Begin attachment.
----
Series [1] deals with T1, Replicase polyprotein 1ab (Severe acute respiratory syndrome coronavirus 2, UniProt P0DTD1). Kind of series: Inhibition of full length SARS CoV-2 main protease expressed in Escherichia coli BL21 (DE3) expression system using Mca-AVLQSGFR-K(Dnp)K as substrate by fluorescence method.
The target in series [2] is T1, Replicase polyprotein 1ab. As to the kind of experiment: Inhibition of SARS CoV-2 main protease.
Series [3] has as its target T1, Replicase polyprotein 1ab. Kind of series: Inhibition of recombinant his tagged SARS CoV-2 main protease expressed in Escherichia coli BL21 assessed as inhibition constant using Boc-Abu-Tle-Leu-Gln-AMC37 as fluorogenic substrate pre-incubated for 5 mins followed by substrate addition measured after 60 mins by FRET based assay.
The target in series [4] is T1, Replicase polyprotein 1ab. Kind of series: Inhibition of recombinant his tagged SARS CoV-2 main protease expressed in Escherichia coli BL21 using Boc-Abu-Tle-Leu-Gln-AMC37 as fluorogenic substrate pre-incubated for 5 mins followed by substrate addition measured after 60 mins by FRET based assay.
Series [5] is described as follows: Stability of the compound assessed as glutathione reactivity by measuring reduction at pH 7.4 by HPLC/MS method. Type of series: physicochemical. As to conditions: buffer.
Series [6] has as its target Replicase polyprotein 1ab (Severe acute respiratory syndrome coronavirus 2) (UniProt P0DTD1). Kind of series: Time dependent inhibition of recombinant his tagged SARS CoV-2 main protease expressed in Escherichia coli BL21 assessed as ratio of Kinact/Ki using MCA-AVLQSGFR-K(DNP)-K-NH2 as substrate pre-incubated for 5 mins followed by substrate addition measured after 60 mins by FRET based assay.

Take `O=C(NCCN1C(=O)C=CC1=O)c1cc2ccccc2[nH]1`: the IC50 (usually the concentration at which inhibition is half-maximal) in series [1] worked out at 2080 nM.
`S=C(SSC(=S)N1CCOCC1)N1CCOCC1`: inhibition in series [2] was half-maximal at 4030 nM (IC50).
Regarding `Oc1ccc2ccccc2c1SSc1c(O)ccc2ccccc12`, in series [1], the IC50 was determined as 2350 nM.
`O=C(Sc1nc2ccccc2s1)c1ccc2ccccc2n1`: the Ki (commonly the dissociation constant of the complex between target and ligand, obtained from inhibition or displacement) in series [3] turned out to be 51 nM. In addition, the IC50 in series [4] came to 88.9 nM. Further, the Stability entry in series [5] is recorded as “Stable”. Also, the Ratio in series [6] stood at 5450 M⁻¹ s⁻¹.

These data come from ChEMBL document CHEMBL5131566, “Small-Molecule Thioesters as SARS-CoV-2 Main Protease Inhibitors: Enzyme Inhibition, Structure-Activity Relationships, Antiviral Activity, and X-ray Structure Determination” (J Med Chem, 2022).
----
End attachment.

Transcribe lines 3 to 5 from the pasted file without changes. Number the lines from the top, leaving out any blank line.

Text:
Series [3] has as its target T1, Replicase polyprotein 1ab. Kind of series: Inhibition of recombinant his tagged SARS CoV-2 main protease expressed in Escherichia coli BL21 assessed as inhibition constant using Boc-Abu-Tle-Leu-Gln-AMC37 as fluorogenic substrate pre-incubated for 5 mins followed by substrate addition measured after 60 mins by FRET based assay.
The target in series [4] is T1, Replicase polyprotein 1ab. Kind of series: Inhibition of recombinant his tagged SARS CoV-2 main protease expressed in Escherichia coli BL21 using Boc-Abu-Tle-Leu-Gln-AMC37 as fluorogenic substrate pre-incubated for 5 mins followed by substrate addition measured after 60 mins by FRET based assay.
Series [5] is described as follows: Stability of the compound assessed as glutathione reactivity by measuring reduction at pH 7.4 by HPLC/MS method. Type of series: physicochemical. As to conditions: buffer.